Every week, Mansion Global poses a tax question to real estate tax attorneys. Here is this week’s question.
Q. In the states with property tax on cars, is there a sales tax when they are purchased?
A. Sales tax and personal property taxes are not the same, and many states do charge both.
In Virgina, for example, an automobile purchase incurs a 4.15% Motor Vehicle Sales and Use Tax, or SUT, according to the state’s Department of Motor Vehicles.
In addition, the state charges an annual personal property tax based on the resale value of the car. The tax rate varies among local municipalities, but the effective tax rate in the state is 4.05%, according to a report from WalletHub. The tax also changes from year to year, as the vehicle’s value depreciates.
About half of U.S. states charge personal property taxes on cars, the report found. Of these states, Virginia has the highest property tax on automobiles, while Louisiana has the lowest, 0.10%.
In Connecticut, the sales and use tax is 6.35%, or 7.75% for vehicles over $50,000, according to the state. The effective personal property tax rate there is 2.60%, WalletHub found.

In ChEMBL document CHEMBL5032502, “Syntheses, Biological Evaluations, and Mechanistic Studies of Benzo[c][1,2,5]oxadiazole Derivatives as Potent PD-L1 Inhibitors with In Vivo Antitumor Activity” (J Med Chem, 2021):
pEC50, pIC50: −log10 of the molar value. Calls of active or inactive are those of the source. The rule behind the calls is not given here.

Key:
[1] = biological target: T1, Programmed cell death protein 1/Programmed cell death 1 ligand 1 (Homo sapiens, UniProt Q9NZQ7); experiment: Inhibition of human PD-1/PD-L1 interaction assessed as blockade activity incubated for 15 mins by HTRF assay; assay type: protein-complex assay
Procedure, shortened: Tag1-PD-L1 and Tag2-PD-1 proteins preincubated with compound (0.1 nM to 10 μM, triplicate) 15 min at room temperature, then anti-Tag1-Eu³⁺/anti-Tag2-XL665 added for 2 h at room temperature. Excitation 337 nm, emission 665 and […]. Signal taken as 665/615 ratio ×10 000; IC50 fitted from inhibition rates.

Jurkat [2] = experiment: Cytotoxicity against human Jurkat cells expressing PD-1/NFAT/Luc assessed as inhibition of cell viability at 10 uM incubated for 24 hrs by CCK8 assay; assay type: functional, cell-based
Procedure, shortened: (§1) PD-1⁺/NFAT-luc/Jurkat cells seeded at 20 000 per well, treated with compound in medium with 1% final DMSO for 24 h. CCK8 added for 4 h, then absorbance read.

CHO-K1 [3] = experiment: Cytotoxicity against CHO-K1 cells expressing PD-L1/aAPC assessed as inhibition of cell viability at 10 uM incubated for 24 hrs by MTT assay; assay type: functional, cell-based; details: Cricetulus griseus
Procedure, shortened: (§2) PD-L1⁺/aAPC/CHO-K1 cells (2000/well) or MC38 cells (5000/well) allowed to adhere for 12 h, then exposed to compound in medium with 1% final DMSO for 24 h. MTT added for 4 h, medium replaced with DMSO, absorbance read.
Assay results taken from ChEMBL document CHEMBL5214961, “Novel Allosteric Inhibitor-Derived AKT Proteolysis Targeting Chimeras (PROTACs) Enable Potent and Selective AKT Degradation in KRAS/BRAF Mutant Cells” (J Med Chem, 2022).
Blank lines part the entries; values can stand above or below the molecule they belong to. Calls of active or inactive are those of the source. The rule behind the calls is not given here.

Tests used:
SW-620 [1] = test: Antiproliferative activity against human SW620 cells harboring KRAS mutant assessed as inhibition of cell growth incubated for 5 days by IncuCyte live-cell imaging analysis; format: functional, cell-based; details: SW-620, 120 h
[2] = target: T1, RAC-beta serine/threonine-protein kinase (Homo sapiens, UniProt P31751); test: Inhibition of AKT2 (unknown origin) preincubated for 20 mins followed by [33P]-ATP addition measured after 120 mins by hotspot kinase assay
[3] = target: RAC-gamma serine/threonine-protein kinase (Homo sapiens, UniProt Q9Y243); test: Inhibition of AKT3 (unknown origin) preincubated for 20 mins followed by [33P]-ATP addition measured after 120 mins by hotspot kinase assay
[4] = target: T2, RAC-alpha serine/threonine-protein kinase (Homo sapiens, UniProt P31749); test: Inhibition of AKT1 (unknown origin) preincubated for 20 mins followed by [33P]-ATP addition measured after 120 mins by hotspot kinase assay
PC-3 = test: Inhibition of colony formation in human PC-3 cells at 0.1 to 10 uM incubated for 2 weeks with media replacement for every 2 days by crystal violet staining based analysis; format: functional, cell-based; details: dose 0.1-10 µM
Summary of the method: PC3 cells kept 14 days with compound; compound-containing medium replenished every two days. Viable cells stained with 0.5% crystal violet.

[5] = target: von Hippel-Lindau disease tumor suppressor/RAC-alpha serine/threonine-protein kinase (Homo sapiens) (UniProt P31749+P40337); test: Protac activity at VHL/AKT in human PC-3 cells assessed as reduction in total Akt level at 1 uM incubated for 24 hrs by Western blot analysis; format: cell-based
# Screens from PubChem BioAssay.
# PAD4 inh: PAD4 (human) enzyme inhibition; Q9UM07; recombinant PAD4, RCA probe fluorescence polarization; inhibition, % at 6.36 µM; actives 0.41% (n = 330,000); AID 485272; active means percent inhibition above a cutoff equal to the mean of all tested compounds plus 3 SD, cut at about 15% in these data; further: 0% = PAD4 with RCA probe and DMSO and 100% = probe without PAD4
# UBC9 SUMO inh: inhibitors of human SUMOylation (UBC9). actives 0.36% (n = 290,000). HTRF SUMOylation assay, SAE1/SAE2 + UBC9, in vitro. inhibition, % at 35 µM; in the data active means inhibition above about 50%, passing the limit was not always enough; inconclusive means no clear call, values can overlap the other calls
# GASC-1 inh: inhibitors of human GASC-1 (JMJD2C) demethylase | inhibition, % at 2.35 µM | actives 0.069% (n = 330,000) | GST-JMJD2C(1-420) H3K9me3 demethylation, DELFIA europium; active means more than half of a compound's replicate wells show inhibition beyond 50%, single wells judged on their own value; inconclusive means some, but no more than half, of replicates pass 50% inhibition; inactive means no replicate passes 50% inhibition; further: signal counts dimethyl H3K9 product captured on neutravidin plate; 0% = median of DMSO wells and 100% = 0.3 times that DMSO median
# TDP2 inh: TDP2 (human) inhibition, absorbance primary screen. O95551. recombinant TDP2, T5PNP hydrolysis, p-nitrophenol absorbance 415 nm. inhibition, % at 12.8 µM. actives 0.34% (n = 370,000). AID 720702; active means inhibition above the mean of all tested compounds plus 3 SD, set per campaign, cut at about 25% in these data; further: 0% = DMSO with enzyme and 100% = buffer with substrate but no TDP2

Some states charge sales tax and local municipalities can add an additional percentage for themselves. California, for instance, has a 7.25% sales tax but cities or counties may tack on 1% or 2%, according to the state’s Department of Tax and Fee administration.
California’s annual personal property tax rate is 0.65%, according to WalletHub.
There are several states that don’t charge sales tax on vehicles. Some of those, including Delaware and Oregon, are also free of personal property taxes.
However, if non-residents purchase a car in a state without sales tax, they will be expected to pay the appropriate taxes when registering the vehicle in their home state.
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